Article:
Somalia peacekeepers ‘not viable’ – BBC

November 9th, 2007 Print Print Email Email

The idea of deploying UN peacekeeping troops to Somalia is “neither realistic nor viable”, the UN head has said. (more…)

The idea of deploying UN peacekeeping troops to Somalia is “neither realistic nor viable”, the UN head has said.

Ban Ki-Moon said that because of the security situation, it had not even been possible to send a technical assessment team to Somalia.

His comments come as more than 50 people died in battles in the capital.

A BBC correspondent says Ethiopian forces are engaged in reprisal attacks after two soldiers’ bodies were dragged through the streets on Thursday.

Similar scenes were witnessed after Somali militiamen shot down two US Black Hawk helicopters in 1993.

Fighting between Islamist-led insurgents and elements of the Ethiopian army for control of Mogadishu has intensified during the past two weeks, prompting thousands of citizens to flee the city.


In August the UN Security Council asked Mr Ban to look at the feasibility of sending UN peacekeepers to Somalia.

The African Union (AU) did agree to send 8,000 peacekeepers to Somalia earlier this year but only 1,600 Ugandan troops have actually made it.

The AU only wanted to be there for six months before being replaced by the UN.

Mr Ban suggests the international community could consider other options, including a multi-national force or what he calls a “coalition of the willing”.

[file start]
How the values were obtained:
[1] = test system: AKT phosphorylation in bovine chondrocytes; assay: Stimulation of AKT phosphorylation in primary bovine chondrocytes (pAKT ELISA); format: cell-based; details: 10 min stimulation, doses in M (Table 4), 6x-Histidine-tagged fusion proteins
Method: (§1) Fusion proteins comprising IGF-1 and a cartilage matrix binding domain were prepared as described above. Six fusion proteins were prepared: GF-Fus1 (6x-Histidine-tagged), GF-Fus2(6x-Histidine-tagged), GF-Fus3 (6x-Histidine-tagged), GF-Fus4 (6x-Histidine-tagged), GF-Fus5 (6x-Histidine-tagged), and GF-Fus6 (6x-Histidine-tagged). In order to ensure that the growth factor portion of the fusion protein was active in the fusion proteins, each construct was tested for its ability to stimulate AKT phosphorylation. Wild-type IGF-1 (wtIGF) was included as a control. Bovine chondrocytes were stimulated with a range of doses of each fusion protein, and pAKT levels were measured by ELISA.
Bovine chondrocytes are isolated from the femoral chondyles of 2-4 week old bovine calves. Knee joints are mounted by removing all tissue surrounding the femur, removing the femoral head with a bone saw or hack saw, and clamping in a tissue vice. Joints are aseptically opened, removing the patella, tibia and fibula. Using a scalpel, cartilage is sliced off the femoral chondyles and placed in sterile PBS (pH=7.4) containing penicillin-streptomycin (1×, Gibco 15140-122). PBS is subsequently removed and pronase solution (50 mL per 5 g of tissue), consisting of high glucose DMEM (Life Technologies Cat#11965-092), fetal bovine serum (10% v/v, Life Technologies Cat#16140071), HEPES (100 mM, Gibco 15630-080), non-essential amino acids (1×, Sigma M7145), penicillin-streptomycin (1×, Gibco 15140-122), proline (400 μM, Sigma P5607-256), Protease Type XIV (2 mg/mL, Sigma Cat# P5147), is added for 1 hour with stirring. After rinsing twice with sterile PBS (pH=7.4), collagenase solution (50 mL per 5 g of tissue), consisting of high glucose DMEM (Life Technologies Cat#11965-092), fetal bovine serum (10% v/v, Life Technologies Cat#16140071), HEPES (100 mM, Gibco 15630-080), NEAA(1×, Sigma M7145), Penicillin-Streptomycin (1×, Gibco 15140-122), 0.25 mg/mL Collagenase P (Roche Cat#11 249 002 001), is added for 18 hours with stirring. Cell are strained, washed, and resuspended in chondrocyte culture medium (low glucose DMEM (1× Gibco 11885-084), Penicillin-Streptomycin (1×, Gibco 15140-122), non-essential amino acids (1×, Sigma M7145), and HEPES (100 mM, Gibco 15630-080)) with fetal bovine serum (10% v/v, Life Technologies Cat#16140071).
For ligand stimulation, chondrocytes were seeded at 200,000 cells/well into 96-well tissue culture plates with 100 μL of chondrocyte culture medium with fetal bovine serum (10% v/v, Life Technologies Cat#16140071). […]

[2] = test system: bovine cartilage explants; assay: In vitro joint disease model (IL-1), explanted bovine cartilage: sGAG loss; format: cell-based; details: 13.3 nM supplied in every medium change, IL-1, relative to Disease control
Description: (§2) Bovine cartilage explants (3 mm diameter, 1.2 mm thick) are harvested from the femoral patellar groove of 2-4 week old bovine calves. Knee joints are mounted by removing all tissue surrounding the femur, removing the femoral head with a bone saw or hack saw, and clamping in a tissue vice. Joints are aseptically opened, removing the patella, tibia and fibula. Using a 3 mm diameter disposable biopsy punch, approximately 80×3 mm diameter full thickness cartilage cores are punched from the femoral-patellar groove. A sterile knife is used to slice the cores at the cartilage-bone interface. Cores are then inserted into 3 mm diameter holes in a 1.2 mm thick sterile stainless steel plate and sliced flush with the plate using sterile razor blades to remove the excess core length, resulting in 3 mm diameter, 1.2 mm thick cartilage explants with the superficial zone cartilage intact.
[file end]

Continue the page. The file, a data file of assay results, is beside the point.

But diplomats say it is hard to imagine which countries will want to contribute troops given how dangerous and chaotic Somalia is.

Few governments have forgotten the images of US troops being dragged through the streets by Somali militiamen back in 1993.

On Friday, Ethiopian soldiers are reported to have fired cannon shells into an area of the south of the city where insurgent militia are thought to be based.

The BBC’s Mohammed Olad Hassan in Mogadishu says, most of the dead are civilians, killed by the shells fired into markets and residential areas.

The insurgents are loyal to the Union of Islamic Courts which was expelled from Somalia after briefly controlling much of central and southern parts of the country.

The transitional government ousted the UIC with the help of Ethiopian troops.

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